What is a Christian? Numerous saints, theologians and spiritual writers tell us that a Christian is a disciple of Jesus Christ. The gospels and the writings of the early Christians would suggest that discipleship is a state of being. Let’s unpack what’s involved in being an earnest and thoughtful disciple.
When Jesus asked the two disciples of John the Baptist, who were following him, what they were looking for, they asked him where he was staying – John 1:36-39. Jesus invited them to come and see, and they remained with him all that day. The image offered here in John’s Gospel is that of remaining, staying, abiding with Jesus. At the Last Supper, on the night before he died, Jesus invited his disciples to “Abide with me,” He said it as if it were the gold standard of discipleship.
To abide with him means something more than periodic or even frequent encounters with him. He invited them to be with him continuously, to reside and remain with him all the time. He invited them to a continuous and permanent relationship. In the world of Jesus, to be a disciple, or the student of a Rabbi, was to live in the same atmosphere and breathing the same air as the Master. There was nothing interrupted or intermittent about it. The disciple spent his or her time looking and listening without interruption to everything their Master said and did.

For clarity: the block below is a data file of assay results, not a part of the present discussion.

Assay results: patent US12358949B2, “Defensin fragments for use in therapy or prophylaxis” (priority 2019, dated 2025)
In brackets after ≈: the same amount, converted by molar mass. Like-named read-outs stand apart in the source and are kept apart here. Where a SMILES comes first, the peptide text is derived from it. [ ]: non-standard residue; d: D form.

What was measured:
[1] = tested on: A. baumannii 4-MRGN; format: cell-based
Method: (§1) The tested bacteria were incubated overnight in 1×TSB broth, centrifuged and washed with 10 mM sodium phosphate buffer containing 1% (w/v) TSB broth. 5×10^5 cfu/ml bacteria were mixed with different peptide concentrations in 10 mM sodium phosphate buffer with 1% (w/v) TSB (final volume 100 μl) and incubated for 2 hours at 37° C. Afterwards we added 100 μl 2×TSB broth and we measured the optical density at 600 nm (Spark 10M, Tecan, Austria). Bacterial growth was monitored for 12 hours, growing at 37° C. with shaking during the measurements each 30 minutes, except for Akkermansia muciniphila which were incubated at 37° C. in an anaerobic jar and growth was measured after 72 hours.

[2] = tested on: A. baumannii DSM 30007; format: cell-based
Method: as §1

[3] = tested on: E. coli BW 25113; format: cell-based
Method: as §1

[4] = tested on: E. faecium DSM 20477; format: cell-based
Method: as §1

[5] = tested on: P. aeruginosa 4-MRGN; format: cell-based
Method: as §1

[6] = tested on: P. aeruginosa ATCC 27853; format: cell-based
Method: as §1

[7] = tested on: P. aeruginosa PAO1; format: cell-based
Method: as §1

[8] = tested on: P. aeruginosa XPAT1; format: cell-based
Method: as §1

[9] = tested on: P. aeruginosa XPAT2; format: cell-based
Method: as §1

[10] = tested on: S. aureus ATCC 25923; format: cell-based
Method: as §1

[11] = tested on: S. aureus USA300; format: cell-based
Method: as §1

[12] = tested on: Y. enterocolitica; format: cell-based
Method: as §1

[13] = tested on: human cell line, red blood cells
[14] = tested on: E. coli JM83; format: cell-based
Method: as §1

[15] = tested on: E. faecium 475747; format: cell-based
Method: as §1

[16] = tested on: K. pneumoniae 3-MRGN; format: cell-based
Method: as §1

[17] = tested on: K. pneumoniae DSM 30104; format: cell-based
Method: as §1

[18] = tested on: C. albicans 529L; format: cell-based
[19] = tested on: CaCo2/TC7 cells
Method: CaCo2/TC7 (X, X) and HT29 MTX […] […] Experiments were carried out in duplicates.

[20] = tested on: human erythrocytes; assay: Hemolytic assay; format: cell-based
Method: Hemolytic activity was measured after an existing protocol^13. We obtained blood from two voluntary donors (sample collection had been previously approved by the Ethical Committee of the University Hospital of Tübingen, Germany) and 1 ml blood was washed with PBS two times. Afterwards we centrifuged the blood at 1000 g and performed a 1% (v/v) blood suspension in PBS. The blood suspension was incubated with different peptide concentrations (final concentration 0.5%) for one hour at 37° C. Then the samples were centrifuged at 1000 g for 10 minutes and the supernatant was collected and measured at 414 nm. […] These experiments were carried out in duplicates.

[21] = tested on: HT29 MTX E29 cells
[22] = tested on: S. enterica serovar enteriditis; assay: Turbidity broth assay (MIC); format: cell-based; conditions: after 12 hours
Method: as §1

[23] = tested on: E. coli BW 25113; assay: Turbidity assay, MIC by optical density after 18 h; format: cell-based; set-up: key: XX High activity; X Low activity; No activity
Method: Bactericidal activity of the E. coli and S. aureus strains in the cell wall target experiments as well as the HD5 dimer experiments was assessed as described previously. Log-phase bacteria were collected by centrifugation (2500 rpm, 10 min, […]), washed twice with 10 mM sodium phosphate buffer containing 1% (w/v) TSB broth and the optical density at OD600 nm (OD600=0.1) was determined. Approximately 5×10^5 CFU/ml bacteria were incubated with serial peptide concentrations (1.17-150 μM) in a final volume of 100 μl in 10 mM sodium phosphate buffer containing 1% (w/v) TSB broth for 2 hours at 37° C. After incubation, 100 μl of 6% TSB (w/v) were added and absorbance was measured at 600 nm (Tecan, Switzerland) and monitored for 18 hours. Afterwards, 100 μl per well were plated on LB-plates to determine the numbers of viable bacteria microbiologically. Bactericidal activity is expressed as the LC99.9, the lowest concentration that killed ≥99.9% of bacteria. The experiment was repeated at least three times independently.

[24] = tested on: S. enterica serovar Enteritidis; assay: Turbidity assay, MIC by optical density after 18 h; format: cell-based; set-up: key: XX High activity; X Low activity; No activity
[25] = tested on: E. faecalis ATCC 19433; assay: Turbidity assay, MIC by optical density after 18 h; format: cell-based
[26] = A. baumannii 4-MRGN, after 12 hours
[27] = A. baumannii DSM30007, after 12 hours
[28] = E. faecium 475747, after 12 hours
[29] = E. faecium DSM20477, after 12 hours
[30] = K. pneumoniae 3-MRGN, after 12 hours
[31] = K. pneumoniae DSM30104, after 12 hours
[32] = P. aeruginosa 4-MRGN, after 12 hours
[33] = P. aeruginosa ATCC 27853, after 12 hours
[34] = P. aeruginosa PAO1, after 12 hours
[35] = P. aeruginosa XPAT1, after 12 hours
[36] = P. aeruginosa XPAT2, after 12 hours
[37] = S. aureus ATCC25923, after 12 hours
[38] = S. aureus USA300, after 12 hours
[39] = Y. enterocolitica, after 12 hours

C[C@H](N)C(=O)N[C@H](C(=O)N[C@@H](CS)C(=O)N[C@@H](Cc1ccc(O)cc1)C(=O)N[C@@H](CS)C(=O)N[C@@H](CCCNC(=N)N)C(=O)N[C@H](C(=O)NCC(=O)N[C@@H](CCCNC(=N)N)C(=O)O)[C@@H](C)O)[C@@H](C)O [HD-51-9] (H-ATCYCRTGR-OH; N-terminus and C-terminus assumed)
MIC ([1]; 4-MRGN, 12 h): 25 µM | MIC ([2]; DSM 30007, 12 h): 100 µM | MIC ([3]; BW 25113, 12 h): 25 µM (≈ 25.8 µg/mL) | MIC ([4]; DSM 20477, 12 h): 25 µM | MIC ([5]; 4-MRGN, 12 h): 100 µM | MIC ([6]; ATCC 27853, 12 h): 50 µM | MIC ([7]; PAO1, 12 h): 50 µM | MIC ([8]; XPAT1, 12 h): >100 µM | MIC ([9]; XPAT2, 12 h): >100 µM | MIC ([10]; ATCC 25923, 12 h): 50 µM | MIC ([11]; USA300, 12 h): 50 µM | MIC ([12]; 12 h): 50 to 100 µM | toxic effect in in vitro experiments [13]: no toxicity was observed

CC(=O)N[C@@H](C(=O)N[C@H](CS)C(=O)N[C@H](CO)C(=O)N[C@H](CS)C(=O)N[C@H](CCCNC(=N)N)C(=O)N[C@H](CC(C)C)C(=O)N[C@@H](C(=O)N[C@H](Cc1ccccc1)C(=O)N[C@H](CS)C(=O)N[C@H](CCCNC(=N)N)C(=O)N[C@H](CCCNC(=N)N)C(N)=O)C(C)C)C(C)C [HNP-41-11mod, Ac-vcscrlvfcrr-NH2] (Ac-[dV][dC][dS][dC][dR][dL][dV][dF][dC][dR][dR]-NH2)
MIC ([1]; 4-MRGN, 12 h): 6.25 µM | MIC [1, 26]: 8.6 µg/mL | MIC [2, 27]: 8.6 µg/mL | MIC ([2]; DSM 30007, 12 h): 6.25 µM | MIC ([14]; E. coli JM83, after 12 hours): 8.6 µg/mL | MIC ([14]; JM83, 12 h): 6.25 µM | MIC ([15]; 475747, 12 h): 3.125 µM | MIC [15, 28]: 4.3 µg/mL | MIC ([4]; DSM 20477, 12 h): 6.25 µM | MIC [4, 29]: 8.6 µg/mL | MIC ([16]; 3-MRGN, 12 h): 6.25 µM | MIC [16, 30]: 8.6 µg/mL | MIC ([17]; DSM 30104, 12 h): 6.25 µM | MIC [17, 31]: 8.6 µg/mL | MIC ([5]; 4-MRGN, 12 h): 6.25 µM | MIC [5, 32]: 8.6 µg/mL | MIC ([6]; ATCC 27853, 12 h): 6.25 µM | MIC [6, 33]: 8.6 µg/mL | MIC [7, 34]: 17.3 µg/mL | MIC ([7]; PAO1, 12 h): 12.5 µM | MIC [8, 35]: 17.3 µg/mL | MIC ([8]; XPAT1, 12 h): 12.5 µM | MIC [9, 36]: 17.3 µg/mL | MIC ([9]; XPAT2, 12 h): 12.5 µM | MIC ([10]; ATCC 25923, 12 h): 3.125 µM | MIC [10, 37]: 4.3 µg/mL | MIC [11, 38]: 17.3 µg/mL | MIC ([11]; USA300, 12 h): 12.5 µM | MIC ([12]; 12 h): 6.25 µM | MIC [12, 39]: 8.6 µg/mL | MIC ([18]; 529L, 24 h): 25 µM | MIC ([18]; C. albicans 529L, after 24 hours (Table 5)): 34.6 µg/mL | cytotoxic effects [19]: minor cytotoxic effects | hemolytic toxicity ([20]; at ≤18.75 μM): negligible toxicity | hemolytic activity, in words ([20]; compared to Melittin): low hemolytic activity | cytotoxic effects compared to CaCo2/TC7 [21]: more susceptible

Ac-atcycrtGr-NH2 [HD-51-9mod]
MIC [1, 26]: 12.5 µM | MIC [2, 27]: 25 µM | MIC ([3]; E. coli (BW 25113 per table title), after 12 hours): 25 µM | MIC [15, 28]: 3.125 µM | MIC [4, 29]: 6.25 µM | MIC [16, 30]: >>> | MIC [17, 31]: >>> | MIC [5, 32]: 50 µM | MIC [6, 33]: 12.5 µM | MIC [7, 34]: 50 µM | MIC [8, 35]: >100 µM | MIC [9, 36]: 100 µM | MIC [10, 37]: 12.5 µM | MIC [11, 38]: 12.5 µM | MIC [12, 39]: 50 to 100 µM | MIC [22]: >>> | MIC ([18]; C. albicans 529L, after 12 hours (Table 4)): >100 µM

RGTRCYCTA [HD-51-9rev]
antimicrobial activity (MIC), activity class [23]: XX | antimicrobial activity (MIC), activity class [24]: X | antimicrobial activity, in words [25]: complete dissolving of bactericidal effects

We need to think a little today about discipleship as an atmosphere of heart and mind, a state of awareness. A person becomes a follower of Christ in order to be changed, so that he or she experiences life in a changed way. Part of the changed way of seeing the world is a sense of expectancy. The follower who hangs out with Jesus day in and day out takes it for granted that something is about to break through – a new slant on Christ, on life, on herself or himself as a believer.
Christians today need to plumb daily the stories of Jesus in the gospels, as they search for the divine love that abides in every part of him. Like a birdwatcher, they need to be poised and alert as they ponder and pray over Jesus’ words like, “God so loved the world that he sent his only Son….” and “I came that you might have life….” or “Blessed are the poor….” The twelfth century theologian, Guerric of Igny, once compared the pregnancy of Mary with the Scriptures that are ever- pregnant with Jesus.
Fr. QQ 10/16/18